I’ve always been a story teller. I’ve been writing for many years. It was only recently that I realized that maybe other people might appreciate my writing too.
7) Why do you write?
I already have a blog post about that! https://imasillypirate.wordpress.com/2013/10/15/why-i-write/
8) What is the most exotic/grooviest (yeah, I just said groovy, you’re over it) place you’ve ever been?
My brain hole is pretty groovy. I like living there. I did recently visit Portland, and I liked it there quite a bit.
9) What’s your writing pick me up? Do you have a certain food or drink or dance move that gets you in the zone and ready to go? (Singing at the top of your lungs is perfectly acceptable.)
Writing IS the pick me up. Nothing is better than actually getting a chance to sit down and write, then knocking it out of the park.
LOOK! LOOK GUYS! I made a sport’s reference! (That was golf, right?)
10) What gets you fired up? (To be interpreted as you wish.)
Being covered in lighter-fluid when someone flicks a match at me, I think, would probably fire me up (You said I could interpret it however I want…).
11) If you were to try to make it rain, what would be your go to chant?
Rain, Rain, Go Away… because that’s how it works.
That was a bit of a downer as a way to finish this off… so… I’ll tell you all an amusing tidbit about my childhood, so you can all laugh at me together (see, I’m fostering a sense of community).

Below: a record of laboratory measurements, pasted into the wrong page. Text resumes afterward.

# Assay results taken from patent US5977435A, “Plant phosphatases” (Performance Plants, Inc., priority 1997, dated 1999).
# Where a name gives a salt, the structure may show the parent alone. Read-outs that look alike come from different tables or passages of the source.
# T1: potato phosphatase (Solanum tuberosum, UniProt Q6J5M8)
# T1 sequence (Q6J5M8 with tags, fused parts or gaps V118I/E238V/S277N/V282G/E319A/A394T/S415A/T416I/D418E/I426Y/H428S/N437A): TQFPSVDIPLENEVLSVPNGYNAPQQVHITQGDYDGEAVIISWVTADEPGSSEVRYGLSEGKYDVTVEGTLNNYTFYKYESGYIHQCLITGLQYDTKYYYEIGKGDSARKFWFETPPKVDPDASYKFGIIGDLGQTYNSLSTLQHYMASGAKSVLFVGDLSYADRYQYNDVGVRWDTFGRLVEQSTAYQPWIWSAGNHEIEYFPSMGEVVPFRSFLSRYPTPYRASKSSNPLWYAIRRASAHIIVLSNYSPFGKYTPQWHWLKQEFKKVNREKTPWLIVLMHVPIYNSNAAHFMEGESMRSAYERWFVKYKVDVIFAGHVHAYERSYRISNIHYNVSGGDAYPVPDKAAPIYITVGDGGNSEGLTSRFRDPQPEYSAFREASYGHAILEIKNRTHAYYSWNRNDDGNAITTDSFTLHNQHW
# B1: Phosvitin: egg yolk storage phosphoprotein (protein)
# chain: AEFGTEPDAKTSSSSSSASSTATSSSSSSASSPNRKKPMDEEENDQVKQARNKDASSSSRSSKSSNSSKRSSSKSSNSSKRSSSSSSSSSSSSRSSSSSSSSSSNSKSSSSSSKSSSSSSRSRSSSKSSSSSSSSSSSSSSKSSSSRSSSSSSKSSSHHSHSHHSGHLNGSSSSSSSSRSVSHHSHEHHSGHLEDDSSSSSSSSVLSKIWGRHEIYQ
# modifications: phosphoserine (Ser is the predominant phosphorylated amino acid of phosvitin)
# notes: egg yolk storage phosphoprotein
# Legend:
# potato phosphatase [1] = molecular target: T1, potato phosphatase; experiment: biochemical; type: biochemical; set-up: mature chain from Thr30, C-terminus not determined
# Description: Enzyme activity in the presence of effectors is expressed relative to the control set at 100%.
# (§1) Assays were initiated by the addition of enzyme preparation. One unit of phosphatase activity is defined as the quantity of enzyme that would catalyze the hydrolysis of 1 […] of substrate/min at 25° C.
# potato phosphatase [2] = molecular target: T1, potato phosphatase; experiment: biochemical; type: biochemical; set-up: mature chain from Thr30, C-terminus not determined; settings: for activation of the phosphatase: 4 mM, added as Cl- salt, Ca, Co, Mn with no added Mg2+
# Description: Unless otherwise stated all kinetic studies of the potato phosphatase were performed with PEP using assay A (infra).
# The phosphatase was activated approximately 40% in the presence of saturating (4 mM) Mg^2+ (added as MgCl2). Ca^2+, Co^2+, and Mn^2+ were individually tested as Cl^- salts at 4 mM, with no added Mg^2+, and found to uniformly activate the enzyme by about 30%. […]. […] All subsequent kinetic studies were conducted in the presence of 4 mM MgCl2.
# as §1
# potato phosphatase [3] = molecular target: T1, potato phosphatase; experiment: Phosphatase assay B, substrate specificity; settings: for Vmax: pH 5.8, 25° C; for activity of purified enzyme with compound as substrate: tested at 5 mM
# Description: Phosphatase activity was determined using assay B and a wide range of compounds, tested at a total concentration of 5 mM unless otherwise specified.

I grew up in Carmel Valley in Monterey, Ca. During the summers it got hot sometimes; I’m not talking about San Diego temperatures, but sometimes we’d break 100 degrees. At one point I was given this kid’s jumpsuit, I have no idea what it’s called, but I’m certain that it has a name (think gray, 80’s puffy jacket, but from head to toe, for sitting on the back of a motorcycle in cold wind). When I was a kid, I really wanted to be an astronaut. So, obviously, in the summer, left to my own devices, it wasn’t uncommon to see me wandering around in the bushes in my “space suit” which, of course, was a dirt bike helmet, that jumpsuit, and rain boots. I got hot, but I’d just pretend I was exploring the jungles of Venus… I probably should have died, because what kid actually thinks about hydrating? If the heat was giving me a headache, that was part of the game; that would happen on Venus.